The Giant Toad and the Cane Toad of Costa Rica
The giant toad or sometimes referred to as the Cane Toad can be found in lowland forest, and was originally introduced to many plantations as a pestilence control.
The Cane Toad can be found from the southern reaches of the Amazon rainforest, Peru and extending north through Central America into south Texas and Florida. It is also found in areas of Asia and Oceania including Australia and some parts of Southeast Asia.
Mating & Reproduction
Female Cane Toads typically lay around 8,000 to 25,000 eggs in strings of jelly into water. Each string of eggs can stretch up to as long as 66 feet (20 meters), and tadpoles are hatched usually within two days of the time that they are laid. However, some eggs can take up to 14 days to develop into tadpoles. The tadpoles and eggs are coated in a toxin known as bufotoxin, and can be particularly dangerous to a number of animals if ingested. This protects the toad as it grows into adulthood.
Before the toad reaches sexual maturity, it sheds the layer of protective bufotoxin which was imparted from its mother in the early stages of its development. At this point in its lifecycle, the Cane Toad is especially vulnerable to attacks from predators, and it is of upmost importance for Cane Toads to quickly progress through adolescence into sexual maturity. Once sexually mature, Giant Toads naturally produce bufotoxin thus making them less desirable to predators.
Cane Toads are hardy enough to survive in many different environments. This is due, in large part, to their diet. Cane Toads will eat almost anything they can, and some of the food that a Cane Toad eats is insects, small rodents like mice and shrews, lizards, other amphibians like smaller frogs and vegetation. Domesticated Giant Toads will eat household refuse and dog food.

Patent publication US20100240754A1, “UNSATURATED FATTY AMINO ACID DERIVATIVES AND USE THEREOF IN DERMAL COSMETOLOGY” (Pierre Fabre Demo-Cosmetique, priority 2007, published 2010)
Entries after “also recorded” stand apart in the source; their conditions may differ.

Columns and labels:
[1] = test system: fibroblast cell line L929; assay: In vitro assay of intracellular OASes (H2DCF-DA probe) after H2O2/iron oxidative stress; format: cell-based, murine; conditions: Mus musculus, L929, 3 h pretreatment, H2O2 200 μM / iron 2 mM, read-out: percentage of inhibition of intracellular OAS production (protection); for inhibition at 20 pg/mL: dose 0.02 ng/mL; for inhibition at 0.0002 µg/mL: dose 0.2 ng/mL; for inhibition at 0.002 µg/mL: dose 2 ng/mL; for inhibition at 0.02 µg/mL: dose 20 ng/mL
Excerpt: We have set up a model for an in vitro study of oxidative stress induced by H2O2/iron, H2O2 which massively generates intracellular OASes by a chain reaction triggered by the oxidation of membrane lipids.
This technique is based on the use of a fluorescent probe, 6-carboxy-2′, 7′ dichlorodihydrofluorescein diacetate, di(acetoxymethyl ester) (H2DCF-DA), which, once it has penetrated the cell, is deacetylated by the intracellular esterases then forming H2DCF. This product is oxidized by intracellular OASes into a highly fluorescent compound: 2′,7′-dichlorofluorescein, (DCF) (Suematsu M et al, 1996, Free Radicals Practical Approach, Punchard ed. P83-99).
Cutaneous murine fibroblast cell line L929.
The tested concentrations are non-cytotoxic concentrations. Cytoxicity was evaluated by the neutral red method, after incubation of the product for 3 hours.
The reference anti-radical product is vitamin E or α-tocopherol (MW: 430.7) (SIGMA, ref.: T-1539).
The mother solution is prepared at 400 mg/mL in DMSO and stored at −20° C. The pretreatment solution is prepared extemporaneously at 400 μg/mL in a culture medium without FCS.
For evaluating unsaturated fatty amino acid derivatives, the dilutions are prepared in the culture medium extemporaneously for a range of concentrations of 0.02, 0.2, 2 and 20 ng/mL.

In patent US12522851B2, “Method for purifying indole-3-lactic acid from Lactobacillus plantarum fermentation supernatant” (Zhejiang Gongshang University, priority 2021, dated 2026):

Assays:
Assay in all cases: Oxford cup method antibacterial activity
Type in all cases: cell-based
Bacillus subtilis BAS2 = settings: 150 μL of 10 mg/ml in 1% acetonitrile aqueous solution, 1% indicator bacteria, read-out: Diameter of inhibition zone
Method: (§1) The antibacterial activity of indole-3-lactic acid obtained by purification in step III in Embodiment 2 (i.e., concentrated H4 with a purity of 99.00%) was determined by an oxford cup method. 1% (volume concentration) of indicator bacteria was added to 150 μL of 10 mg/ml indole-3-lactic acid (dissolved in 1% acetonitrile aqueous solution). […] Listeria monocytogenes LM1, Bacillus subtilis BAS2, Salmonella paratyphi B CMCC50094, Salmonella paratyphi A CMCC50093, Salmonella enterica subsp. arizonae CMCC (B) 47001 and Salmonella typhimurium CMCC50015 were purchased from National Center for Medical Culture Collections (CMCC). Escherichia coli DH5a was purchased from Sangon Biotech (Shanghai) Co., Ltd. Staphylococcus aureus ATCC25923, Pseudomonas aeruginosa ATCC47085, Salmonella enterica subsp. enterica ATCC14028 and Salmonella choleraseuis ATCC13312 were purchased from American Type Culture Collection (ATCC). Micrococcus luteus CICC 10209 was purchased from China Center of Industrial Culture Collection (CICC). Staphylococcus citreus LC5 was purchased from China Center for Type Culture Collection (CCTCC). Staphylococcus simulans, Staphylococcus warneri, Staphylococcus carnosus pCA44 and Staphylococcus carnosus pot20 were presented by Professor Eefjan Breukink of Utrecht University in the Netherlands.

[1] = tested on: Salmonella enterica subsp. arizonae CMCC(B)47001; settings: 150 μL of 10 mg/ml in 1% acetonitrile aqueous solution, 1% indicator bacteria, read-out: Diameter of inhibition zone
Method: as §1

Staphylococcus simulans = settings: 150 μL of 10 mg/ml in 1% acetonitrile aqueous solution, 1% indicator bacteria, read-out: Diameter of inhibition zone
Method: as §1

The Cane Toad or also known as the Giant Toad in Costa Rica, has been introduced to different environments in relatively warmer climates all over the world. In Australia, after its introduction to control pestilence in cane fields in the Northeast of the country, the frog became a pest itself. Because of the Giant Toad’s ability to adapt and its penchant for eating most anything, the cane toad is now considered an invasive species in Australia. Giant Toads were most likely brought into the banana plantations of Límon Province, Costa Rica, as a pestilence control, but many of the frogs were most likely living in the rainforest long before they were used to control pestilence.
The toxin, which the toads produce as a defense mechanism, known as bufotoxin or bufotenin has been found to be useful in treating a number of medical ailments including for uses in cardiac surgery in China, and is being tested for its uses in prostate cancer. It has also been used as a food source in Peru, for making poisoned arrows in Central and South America and as an aphrodisiac and hair restorative in Japan.
Where to see it in Costa Rica: widespread
Diet: insects, small rodents, shrews, lizards, smaller amphibians, vegetation
Habitat: Lowland tropical forest, cloud forests, rainforests, woodland
Size: length=3.9 in-5.9 in weight=5 lbs. (females are larger than males)
Species: Rhinella Marina, Bufo Marinus, Rana Marina